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Francis Wilkinson: Collins, Kavanaugh and the post-truth Republican Party

October 9, 2018

Francis Wilkinson | Bloomberg View

The shouting phase of the Brett Kavanaugh saga is over. The Senate voted Saturday to elevate Kavanaugh to the Supreme Court.

It’s worth noting, however, that in a battle over whether a woman’s claims against a powerful man were to be believed, the decisive event was a speech by a woman who had no expectation, or even intention, of being believed herself.

Sen. Susan Collins alone occupied the defining hour of the drama. And her speech Friday – far more than anything said by Kavanaugh or by his accuser Christine Blasey Ford – will be the document that represents this chapter of history. Its implications are harrowing.

Collins’s speech offered a series of ostensible rationales for her vote in favor of Kavanaugh. But her rationales were reminiscent of Senate Republican leader Mitch McConnell feigning outrage over the perfidious delaying tactics of Democrats – not so long after he completely blocked the nomination of Merrick Garland.

McConnell didn’t expect his protests to be taken seriously. He was showing the Republican base, which has been conditioned by Donald Trump to savor such displays, that he could spin out an absurd falsehood in service to the cause. Remember the Russian claim that assassins dispatched with deadly toxin were actually tourists just visiting Britain to see a lovely cathedral? The open contempt for truth – a comic level of gas-lighting – is the whole point.

Collins offered some traditional partisan fare: She unwound a lengthy complaint about the involvement of liberal interest groups in a nomination process that was organized and dominated by conservative interest groups. But she anchored her speech in the vapors of Trump and McConnell’s post-truth, confirming it as the lingua franca of the entire party.

Collins’s gassiest passage cited the long history of GOP betrayal of anti-abortion activists, who have seen Republican presidents repeatedly appoint pro-choice justices to the court. Then, amazingly, she assured her audience that the GOP’s most loyal voters were about to get the shiv yet again.

Opponents frequently cite then-candidate Donald Trump’s campaign pledge to nominate only judges who would overturn Roe.

The Republican platform for all presidential campaigns has included this pledge since at least 1980. During this time, Republican presidents have appointed Justices O’Connor, Souter, and Kennedy to the Supreme Court. These are the very three justices Republican president appointed justices — who authored the Casey decision, which reaffirmed Roe.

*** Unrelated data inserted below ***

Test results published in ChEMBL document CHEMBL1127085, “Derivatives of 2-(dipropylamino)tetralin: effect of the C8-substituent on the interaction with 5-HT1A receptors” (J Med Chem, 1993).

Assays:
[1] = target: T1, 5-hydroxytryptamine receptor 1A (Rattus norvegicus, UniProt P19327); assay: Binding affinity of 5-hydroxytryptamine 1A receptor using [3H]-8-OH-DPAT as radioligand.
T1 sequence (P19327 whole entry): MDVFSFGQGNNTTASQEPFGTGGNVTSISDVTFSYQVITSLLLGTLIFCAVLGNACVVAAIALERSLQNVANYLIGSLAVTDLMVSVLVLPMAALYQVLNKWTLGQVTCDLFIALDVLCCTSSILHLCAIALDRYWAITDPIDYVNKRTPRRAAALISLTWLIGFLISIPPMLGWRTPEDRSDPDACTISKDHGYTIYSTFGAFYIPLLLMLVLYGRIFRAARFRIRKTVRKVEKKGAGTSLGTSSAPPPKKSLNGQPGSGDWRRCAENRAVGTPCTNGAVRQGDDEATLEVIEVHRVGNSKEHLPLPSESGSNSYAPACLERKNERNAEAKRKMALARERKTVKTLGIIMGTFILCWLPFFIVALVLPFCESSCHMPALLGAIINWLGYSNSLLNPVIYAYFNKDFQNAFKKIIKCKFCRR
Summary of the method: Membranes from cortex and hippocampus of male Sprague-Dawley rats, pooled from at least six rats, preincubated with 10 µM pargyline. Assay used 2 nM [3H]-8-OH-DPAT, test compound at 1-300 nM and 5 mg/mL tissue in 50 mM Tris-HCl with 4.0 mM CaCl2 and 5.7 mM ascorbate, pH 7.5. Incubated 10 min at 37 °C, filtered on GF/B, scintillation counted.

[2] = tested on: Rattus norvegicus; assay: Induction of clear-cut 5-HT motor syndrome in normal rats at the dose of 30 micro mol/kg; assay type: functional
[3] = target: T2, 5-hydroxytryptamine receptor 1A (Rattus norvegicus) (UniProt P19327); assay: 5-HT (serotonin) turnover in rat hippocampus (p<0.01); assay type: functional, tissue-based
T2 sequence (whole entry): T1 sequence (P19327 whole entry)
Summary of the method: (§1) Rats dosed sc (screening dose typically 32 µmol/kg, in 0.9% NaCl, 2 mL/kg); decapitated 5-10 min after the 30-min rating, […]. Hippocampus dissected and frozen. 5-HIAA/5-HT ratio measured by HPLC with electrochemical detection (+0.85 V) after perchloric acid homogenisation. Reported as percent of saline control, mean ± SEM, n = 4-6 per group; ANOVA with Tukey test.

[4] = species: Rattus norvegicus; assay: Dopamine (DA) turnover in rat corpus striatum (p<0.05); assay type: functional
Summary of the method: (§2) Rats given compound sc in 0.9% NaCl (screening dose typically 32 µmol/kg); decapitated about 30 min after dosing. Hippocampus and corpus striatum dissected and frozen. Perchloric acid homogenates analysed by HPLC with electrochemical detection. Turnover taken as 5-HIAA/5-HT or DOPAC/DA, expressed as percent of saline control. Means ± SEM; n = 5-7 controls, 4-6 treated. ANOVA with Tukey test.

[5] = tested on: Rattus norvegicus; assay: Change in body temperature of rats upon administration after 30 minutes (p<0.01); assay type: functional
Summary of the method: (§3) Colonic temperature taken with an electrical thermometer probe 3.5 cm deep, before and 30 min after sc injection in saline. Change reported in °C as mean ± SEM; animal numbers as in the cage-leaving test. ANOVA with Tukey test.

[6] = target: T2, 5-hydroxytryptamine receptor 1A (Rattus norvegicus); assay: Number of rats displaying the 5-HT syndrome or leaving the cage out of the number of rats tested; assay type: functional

In essence, Collins said that the GOP platform, like pledges from GOP presidents, is a recurring fraud perpetrated on one of the party’s most devoted voting blocs. Collins then said that anyone who believed that “Judge Kavanaugh was selected to do the bidding of conservative ideologues” was mistaken, just as the pro-choice opponents of Kennedy, O’Connor and Souter had been.

If Collins had expected her portrayal of Kavanaugh to be believed, she would have gone into hiding immediately after her speech to avoid a riot by anti-abortion activists. Many consider Kennedy, O’Connor and Souter traitors for upholding Roe v Wade. Their sense of betrayal is acute.

Yet no riot ensued. Anti-abortion activists are part of the base. They perceived Collins’s claims about Kavanaugh and Roe as the kind of utilitarian lie that’s increasingly standard in GOP discourse.

On Saturday, before the final vote, the homepage of the National Right to Life organization displayed no fear of Kavanaugh. Instead it featured the directive: “Tell the U.S. Senate: Confirm Brett Kavanaugh.”

Collins argued that not only is Kavanaugh “more of a centrist than some of his critics maintain,” but also he’s practically the second coming of his appeals court colleague Merrick Garland.

Garland and Kavanaugh voted “the same way in 93 percent of the cases that they heard together,” Collins said. Indeed, the two men are so nearly interchangeable that McConnell decided it was worth brutally damaging the U.S. Senate to deny Garland a seat, and that it was subsequently worth despoiling the Supreme Court to elevate Kavanaugh.

For McConnell, who votes with Collins 9 of every 10 times in the current Congress, the two judges are not exactly twins.

On the central issue of the relative credibility of Ford and Kavanaugh, Collins echoed the GOP refrain. “I found her testimony to be sincere, painful and compelling,” she said. “I believe that she is a survivor of a sexual assault and that this trauma has upended her life.”

Indeed, Collins believed Ford completely but for the one detail about which Ford said she was “100 percent” certain: that Kavanaugh had assaulted her.

In reality, like her Republican colleagues, Collins either didn’t believe Ford was telling the truth or didn’t particularly care what the truth might be. And Collins expected her own speech to be similarly dismissed by its intended audiences.

With truth a steadily devaluing currency, Collins cashed out.

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